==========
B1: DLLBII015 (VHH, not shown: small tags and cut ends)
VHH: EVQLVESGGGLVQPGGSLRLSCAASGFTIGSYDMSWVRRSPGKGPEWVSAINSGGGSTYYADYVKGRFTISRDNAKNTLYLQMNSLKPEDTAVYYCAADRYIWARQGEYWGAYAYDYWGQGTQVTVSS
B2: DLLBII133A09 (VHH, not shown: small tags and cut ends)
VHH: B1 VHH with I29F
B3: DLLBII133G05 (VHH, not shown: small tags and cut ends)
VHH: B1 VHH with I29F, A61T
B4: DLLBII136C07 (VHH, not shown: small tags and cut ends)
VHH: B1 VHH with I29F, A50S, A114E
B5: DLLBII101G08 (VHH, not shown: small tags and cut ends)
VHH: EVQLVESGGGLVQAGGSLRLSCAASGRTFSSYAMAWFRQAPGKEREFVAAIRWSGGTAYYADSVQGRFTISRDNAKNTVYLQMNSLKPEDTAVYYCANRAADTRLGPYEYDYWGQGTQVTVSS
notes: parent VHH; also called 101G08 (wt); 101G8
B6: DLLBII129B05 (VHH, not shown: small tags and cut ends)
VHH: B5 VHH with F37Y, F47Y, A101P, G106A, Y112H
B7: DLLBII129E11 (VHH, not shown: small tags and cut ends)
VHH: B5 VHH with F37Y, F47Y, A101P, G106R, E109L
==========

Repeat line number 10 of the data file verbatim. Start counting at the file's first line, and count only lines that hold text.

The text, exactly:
VHH: EVQLVESGGGLVQAGGSLRLSCAASGRTFSSYAMAWFRQAPGKEREFVAAIRWSGGTAYYADSVQGRFTISRDNAKNTVYLQMNSLKPEDTAVYYCANRAADTRLGPYEYDYWGQGTQVTVSS